you never know they may find the gooey glob of dough is just the companionship they need.

Basic Starter Without Yeast:
1 cup flour
1 cup milk
1/4 cup sugar

Mix all ingredients. Place in a loosely covered container and refrigerate for several days until mixture doubles in size. This may take 4 to 14 days. When doubled, the starter is ready to use or store in the refrigerator. "Feed" once or twice a week with 1 cup milk, 1 cup flour and 1/4 cup sugar.

Basic Starter With Yeast:
2 cup flour
2 cup warm water
1 pkg. dry yeast or 1 yeast cake

Mix all ingredients. Let stand uncovered in a warm place overnight or up to 48 hours. The longer the mixture stands, the stronger the ferment will be. After fermenting, the starter is ready to use or to store in the refrigerator. "Feed" as above.

Important to note:
Always start in a glass, pottery or plastic container.
Store the covered container in the refrigerator when the starter is done. The starter dough may smell quite sour and a liquid may form on its surface but this is normal. Stir the starter before each use. After using some of the starter, always leave at least  1 cup of starter.  To keep indefinitely, feed the starter every 7 to 10 days. Do not use the starter for 24 hours after "feeding".


Lavender Wands, Lavender Syrup, Lavender Lemonade / Tea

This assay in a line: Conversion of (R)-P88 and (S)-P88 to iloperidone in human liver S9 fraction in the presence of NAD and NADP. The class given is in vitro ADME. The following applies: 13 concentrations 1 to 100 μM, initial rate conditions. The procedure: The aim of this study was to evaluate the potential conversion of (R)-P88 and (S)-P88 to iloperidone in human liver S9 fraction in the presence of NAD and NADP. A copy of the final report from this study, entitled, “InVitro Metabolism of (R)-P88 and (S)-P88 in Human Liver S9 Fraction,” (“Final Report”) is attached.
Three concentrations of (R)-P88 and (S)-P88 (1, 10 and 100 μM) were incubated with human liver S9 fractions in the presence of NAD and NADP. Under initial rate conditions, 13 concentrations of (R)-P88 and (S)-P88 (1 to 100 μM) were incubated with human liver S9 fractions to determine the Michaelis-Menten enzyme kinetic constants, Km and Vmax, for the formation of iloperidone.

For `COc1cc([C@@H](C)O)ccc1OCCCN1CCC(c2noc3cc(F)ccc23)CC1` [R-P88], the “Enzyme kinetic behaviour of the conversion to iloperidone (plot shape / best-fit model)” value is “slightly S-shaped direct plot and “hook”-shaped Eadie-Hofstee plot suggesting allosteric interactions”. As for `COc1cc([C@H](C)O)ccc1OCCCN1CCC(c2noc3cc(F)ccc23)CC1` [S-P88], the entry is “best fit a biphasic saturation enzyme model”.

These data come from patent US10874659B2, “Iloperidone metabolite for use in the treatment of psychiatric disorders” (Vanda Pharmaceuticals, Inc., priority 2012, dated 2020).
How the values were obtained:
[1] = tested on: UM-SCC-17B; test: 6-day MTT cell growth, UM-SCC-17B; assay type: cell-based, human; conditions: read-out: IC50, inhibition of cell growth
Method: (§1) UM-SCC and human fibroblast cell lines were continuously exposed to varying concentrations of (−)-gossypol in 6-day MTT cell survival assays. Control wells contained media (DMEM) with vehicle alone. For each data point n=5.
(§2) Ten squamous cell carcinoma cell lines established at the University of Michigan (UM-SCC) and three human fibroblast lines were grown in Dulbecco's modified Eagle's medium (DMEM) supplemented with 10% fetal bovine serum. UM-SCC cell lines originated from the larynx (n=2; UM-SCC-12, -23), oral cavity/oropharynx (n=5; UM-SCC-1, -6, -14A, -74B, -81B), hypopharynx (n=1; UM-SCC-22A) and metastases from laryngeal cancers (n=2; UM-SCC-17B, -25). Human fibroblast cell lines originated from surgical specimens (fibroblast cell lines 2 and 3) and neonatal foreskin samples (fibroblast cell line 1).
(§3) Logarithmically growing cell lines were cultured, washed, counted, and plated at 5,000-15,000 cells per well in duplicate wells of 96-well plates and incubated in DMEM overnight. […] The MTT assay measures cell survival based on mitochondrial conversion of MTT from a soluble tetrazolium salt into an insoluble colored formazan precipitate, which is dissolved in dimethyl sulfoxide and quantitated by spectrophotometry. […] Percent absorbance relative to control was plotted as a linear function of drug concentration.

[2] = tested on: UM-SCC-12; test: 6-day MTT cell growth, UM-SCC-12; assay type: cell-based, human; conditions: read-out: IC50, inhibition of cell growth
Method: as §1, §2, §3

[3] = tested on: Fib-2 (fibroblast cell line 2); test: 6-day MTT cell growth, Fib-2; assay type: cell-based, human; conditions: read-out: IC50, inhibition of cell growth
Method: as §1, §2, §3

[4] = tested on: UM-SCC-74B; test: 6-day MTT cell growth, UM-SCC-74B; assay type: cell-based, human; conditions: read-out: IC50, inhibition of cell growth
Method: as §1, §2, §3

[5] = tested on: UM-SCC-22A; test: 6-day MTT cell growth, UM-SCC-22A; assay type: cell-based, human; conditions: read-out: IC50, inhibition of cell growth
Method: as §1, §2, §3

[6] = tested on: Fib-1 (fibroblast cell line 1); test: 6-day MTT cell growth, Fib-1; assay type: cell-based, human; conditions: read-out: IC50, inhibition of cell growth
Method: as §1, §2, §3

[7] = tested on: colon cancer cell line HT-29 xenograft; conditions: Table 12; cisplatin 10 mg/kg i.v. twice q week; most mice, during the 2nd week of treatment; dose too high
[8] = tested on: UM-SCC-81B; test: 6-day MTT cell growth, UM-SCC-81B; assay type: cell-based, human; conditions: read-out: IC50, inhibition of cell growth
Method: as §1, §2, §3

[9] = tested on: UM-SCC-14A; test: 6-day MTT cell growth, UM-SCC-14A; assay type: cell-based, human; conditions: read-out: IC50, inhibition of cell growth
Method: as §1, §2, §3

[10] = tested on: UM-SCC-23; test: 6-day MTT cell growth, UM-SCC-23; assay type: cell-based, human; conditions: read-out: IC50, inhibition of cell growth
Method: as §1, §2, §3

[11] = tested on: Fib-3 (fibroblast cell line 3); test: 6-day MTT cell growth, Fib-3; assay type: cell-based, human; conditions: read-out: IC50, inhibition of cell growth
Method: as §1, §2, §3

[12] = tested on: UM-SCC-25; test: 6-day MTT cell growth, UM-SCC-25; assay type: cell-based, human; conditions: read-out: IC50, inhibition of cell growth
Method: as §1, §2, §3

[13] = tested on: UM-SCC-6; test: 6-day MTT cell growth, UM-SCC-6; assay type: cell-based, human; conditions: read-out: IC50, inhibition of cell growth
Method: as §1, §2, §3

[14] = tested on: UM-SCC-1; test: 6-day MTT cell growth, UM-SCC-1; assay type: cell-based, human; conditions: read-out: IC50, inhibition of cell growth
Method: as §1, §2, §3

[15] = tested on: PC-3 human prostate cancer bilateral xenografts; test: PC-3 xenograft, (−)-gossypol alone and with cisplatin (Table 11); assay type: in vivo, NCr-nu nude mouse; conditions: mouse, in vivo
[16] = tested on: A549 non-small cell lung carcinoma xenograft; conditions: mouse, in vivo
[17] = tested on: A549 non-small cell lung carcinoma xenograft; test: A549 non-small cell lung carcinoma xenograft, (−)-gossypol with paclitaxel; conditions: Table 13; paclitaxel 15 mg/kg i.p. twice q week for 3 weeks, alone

Lavender in many parts of the country will be bursting in full bloom, so go to the local craft store, grab yourself some 1/4 inch ribbon in colors, make yourself some lavender lemonade (recipe below) and do some crafting for christmas stocking stuffers. If you do not own any of these fragrant gems click here to order yourself a lavender lovers herb garden.

Lavender Wands
To make these you will need at least 13 (use an odd number) long stems of lavender, freshly picked from your garden on a dry day, and about 3 feet of pastel colored 1/4-inch ribbon. Make a bunch, lining up the base of the flower heads. Leave an 8 inch length of ribbon free at one end, then tie the stems together just below the heads. Gently bend back each stem until the flower heads are enclosed by the stems. Take the length of ribbon you saved and weave it under and over each stem, traveling around the bundle several times until the flower heads are covered with ribbon. Tuck in the short end of the ribbon and tie a bow with the other end. Trim the stalks and the ribbon.

2 cups water
2 cups granulated sugar
2 tablespoons fresh or dried lavender blossoms
Bring all ingredients to a boil in a large, stainless steel saucepan. Remove from heat and allow to steep 30 minutes.